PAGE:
Where is Sandra Day O’Connor When You Need Her?
April 4, 2012
For years, the scolds that define the “merit” selection campaign have taken to the soapbox to decry “politics” in the courtroom. So earlier this week when President Obama launched a “pre-emptive strike,” as Politico put it, and “inject[ed] a high-level dose of politics” into the U.S. Supreme Court’s deliberations over the fate of the Obama health care law, you’d expect Sandra Day O’Connor and the Soros-machine to be cranking out condemnations, right? After all, what could be a greater threat to judicial independence than having the Supreme Court threatened before a ruling has even been issued by the most powerful man in the world?
Instead, radio silence.
In fact, some “merit” selection cheerleaders joined in the unprecedented attack on the Supreme Court. As usual, the New York Times set the bar for hysteria, warning Chief Justice Roberts that a decision to strike down Obamacare would be equivalent to the Court “declaring itself virtually unfettered by the law” and hyperventilating that no court has shown itself “less restrained in signaling its willingness to replace law made by Congress with law made by justices.” With her characteristic charm and wit, Times columnist Maureen Dowd dismissed the Roberts’ Court as a bunch of “hacks dressed up in black robes.” Roberts himself is labeled a “crimson partisan”; Justice Scalia is branded as “venomous”; Justice Alito mocked as “insufferable”; and Justice Thomas accused of having “lied his way onto the court.”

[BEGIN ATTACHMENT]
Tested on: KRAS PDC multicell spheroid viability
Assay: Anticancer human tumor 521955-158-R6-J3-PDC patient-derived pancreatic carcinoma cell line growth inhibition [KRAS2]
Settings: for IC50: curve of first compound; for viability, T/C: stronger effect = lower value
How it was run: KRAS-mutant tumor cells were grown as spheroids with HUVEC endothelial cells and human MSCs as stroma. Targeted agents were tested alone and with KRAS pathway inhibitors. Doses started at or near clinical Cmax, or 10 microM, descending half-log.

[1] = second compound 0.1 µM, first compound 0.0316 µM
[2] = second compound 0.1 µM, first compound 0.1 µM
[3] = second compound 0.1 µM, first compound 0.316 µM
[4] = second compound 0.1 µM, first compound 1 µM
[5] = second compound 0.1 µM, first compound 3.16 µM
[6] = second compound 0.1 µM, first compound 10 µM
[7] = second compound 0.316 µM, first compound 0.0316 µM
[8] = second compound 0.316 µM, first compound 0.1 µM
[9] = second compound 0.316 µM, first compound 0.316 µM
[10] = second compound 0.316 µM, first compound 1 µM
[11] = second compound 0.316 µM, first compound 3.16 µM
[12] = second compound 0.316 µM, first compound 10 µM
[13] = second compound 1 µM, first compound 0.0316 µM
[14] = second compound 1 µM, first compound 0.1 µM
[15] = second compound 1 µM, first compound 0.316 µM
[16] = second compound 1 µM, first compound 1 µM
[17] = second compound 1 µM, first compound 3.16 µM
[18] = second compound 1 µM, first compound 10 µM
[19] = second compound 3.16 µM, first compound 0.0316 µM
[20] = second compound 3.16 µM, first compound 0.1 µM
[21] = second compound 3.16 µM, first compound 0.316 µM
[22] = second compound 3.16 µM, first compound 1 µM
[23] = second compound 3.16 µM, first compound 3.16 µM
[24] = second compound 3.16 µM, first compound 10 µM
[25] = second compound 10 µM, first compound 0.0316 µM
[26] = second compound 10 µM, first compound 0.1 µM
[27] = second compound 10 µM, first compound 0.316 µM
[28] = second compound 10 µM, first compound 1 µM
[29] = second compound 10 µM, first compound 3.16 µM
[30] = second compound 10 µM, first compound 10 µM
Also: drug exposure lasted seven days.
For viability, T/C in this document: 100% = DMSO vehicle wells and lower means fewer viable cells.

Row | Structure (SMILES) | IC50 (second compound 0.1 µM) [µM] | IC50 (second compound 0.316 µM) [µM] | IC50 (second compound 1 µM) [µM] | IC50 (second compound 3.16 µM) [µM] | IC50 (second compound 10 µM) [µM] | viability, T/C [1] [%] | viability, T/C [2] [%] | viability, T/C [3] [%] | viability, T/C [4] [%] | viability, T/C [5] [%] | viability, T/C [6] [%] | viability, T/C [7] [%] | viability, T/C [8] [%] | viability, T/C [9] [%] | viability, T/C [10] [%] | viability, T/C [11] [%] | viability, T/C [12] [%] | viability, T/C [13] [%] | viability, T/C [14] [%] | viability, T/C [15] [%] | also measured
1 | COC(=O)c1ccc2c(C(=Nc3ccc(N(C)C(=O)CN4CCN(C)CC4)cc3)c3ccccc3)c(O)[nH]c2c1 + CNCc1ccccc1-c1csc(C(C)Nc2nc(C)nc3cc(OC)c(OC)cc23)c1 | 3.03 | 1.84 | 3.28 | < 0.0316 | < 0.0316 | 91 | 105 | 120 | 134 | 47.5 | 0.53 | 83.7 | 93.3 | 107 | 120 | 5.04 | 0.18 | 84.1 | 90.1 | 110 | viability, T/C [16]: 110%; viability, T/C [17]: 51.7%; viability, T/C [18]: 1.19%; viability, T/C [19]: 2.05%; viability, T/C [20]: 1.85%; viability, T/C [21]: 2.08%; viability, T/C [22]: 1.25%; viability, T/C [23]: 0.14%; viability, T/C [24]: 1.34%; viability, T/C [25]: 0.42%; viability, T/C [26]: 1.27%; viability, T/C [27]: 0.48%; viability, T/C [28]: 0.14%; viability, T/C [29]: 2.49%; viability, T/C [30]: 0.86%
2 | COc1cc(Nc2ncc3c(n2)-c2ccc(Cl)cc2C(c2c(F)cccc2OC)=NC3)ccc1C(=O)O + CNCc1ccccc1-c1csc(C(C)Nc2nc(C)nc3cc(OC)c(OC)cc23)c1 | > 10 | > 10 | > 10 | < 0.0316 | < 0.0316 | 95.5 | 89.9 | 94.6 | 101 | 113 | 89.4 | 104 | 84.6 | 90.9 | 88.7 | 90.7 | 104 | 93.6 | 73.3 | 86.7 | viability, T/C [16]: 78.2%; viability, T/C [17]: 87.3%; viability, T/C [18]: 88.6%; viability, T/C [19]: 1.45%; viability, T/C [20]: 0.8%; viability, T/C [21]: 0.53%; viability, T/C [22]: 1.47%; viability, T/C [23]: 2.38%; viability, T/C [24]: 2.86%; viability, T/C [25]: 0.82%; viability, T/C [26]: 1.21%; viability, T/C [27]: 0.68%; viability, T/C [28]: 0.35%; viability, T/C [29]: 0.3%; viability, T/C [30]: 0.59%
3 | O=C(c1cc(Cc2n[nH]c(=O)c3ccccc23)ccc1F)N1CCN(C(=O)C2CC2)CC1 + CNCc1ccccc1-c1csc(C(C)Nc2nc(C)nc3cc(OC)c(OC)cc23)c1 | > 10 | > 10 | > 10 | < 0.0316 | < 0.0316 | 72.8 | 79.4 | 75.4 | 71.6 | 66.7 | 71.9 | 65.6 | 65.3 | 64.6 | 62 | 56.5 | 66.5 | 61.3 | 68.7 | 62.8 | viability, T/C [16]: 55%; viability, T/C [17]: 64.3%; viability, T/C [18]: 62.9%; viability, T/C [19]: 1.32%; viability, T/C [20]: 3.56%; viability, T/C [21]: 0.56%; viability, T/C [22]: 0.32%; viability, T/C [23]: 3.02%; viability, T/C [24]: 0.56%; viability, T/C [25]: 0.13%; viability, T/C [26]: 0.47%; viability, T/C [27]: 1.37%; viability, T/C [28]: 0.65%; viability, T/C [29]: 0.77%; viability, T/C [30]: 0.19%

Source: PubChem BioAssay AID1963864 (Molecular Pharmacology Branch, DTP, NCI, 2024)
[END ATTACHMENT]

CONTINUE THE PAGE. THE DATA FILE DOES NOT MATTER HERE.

But wait a minute. Isn’t this the same paper that applauded the Iowa’s Supreme Court decision to “replace law made by Congress [in this case, the Iowa legislature] with law made by justices” when it overturned the state’s defense of marriage act? Didn’t the Gray Lady admonish Iowa voters just weeks before election day that exercising their constitutional right not to retain three of those justices would amount to “a chilling message to judges beyond Iowa’s borders to beware of rendering opinions that some voter blocks might dislike”?
For her part, former Justice O’Connor rushed to the defense of the Iowa Supremes, stumping on their behalf in a failed attempt to prevent them from being unceremoniously dumped by the state’s voters. But if she roused herself to defend the integrity of her former colleagues, I haven’t heard about it.
Of course, it’s her right to sit on the sidelines when the President of the United States and the “paper of record” launch political attacks on the nation’s highest court. But her deafening silence – along with the rest of the Soros crowd – gives the lie for all time to the nauseatingly self-righteous pretense that “merit” selection has anything to do with keeping “politics” out of the courtroom.